Summer is a great time to take your reading outside wherever you go. I plan to share this experience for keeping up reading with my nieces and nephews. Reading can be a great shared experience and when the whole family forces on ways to incorporate reading into family life on a daily basis everyone can be successful.

As a parent and educator, I always struggle with getting just the right amount of review materials into the child's hands for the summer months. The workbooks suggested here by scholastic appear to be a great balance for positive and engaging summer practice. It is so difficult to get students and some parents alike to buy into the notion of the summer slide. I am a firm believer that a child's brain needs consistency and structure and working and reading over the summer months is a must. Thanks Scholastic for these engaging materials to support education!

We like to spend lots of time outdoors - whether exploring in the woods, or curling up with a good book under the shade of a tree.

We sign up for the summer reading program offered at our local library. We attend story times, family nights and any other special, educational programs the library has to offer. My four year old looks forward to library day and we read and discuss the books we've checked out over the course of the week.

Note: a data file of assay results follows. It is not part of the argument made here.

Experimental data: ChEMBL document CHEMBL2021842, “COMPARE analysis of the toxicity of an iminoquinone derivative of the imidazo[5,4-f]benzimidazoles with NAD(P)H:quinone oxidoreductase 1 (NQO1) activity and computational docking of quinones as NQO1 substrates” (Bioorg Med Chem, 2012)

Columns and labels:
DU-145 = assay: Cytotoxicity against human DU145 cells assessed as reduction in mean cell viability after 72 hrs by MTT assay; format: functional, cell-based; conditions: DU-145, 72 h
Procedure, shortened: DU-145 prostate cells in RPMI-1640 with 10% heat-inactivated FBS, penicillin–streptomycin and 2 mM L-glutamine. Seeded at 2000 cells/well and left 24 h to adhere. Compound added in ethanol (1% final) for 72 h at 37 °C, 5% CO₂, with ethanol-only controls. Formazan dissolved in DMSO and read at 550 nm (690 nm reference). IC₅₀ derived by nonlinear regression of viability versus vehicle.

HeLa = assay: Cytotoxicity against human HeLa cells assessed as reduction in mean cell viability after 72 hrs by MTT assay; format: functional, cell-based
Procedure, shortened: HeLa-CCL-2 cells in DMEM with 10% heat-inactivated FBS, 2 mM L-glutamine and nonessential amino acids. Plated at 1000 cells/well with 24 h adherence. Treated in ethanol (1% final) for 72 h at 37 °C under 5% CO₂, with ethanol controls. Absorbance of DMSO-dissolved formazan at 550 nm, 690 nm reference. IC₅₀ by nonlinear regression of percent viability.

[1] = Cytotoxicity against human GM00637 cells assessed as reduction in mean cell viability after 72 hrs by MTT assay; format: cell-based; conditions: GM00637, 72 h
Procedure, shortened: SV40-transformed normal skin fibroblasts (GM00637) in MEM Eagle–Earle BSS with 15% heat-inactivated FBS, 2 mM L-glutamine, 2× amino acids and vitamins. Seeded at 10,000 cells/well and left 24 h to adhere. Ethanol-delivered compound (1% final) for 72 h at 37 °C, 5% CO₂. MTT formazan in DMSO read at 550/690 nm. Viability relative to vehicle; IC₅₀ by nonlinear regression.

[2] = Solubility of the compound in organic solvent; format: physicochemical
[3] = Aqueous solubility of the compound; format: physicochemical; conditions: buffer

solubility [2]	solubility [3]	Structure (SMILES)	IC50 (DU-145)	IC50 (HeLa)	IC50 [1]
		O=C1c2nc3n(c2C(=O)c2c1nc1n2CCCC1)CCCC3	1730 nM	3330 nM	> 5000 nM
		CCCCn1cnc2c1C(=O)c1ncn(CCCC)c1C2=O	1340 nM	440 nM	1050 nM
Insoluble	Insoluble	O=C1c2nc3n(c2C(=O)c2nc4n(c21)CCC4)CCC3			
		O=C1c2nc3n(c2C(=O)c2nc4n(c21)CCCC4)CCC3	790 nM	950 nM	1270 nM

My 8 year old has ADHD, ODD, and Anxiety. We only medicate him for the ADHD and are working on ways to recognize and handle the others. Him and I have always read a lot and still do each night, however, now he is a book lover and reads all day long. In fact, his reward system is earning a new book each successful day he has, which is the main reason I put in such large orders each month with his class's Schilastic Book orders. We prevent summer reading loss, with him, with my involvement in his love of learning. We read together, investigate and study together, and stay active outdoors. With each question he has, we find a book that relates to the topic, which sparks further conversation. We prevent learning loss with my 5 year old through play. Sitting on the floor, imaginative play opens the door for questions. And then we find books that relate to his questions to keep the conversation going. With both of my boys, I hire their next year's teachers as summer tutors to help create a one on one relationship to ensure a better start to the new year. This way they can learn each other's expectations and best practice methods between the two. I didn't realize summer learning loss was a thing until my now 8 year old went into kindergarten and seemed to of forgotten thing he had known since we was 18 months old. I couldn't believe it and although it's more work, it's worth ensuring their futures in the long term.